Port of Tauranga reports improved profits
The Port of Tauranga is reporting improved profits, despite widespread disruption to cargo volumes.
Profitability increased for the first six months of the 2021 financial year - Group Net Profit After Tax for the six months to December 2020 was $49.4 million, a 2.3 per cent increase on the same period the previous year.
This is despite a 1.3 per cent decrease in total trade volumes, to 13.1 million tonnes, reports the Port.
Container numbers decreased 4.6 per cent, compared with the previous corresponding period, to 612,988 TEUs1. (TEUs = twenty foot equivalent units, a standard measure of shipping containers).
Port of Tauranga Limited chair David Pilkington says the mid-year financial results are very pleasing, considering the volatility in cargo volumes over the period and reflected the stability offered by the diverse companies in the group.
“We have managed to maintain income throughout a challenging six months.
“Port of Tauranga handled near record volumes of containers in the months of October and December.
“However, lower-than previous demand from June to August, and vessel delays in November, dragged down the year-to-date container volumes.
“It’s a similar story when we look at overall cargo tonnes. Volumes decreased 1.3 per cent for the six month period, yet volumes in December 2020 were 15.1 per cent higher than the same month in 2019.”
David says severe vessel delays out of Auckland since September had significant flow-on impacts on Port of Tauranga.
“We have done our best to accommodate diverted import and export cargoes from Auckland. However, we have had to limit our assistance as we have been constrained by the lack of availability of additional rolling stock and train drivers for the rail link between Tauranga and Auckland.”
The average cargo exchange per container vessel was 21 per cent higher in December 2020 compared with December 2019, due to the cargo bypassing Auckland.
Late arriving vessels have been slow to pick up exports, exacerbating container yard congestion.
Port of Tauranga chief executive Mark Cairns says the January 1 introduction of penalties for shippers rolling cargo or leaving their containers on the wharf for excessive time, has provided some relief from yard congestion.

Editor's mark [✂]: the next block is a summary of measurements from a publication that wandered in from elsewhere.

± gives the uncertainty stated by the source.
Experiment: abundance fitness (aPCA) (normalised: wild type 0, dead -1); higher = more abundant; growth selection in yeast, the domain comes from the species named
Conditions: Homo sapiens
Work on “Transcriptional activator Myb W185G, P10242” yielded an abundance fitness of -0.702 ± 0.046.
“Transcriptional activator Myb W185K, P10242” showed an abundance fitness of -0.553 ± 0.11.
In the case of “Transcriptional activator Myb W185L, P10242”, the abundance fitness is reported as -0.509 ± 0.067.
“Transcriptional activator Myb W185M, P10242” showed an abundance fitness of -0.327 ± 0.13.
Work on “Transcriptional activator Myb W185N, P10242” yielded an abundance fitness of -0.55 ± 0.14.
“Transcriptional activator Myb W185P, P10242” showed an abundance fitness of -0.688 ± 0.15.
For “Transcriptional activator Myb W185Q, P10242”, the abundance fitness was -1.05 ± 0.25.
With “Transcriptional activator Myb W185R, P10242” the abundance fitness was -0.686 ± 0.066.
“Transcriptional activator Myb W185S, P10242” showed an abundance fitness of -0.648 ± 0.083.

The peak export season is now in full swing.
“We need all parts of the supply chain to do their bit and we are very grateful for the cooperation of importers and exporters in improving terminal productivity,” says Mark.
“Unfortunately, the threat of congestion remains and is unlikely to dissipate until Ports of Auckland sorts out its operational problems.
“We accommodated a container vessel at our Mount Maunganui bulk cargo wharves in December to try and alleviate the pre-Christmas stress for retailers.
“New Zealand’s ability to absorb the worldwide disruption caused by Covid-19 has been severely constrained.”
Port of Tauranga has applied for the Covid-19 recovery fast-track resource consenting process for its proposed berth extension at the Tauranga Container Terminal.
The fourth berth will be created by converting 220 metres of cargo storage land to the south of the existing wharves.
The $68.5 million project will create an estimated 368 jobs through the construction phase and more than 81 permanent jobs after completion.
No Government funding is sought for the project and it is frustrating that the consent process takes so long.
Mark says the project could help ease congestion in the Upper North Island supply chain, especially with the prospect of the Ruakura Super-hub and inland port at Hamilton coming on stream.
The inland port, being developed in partnership by Port of Tauranga and Tainui Group Holdings, is due to open in 2022.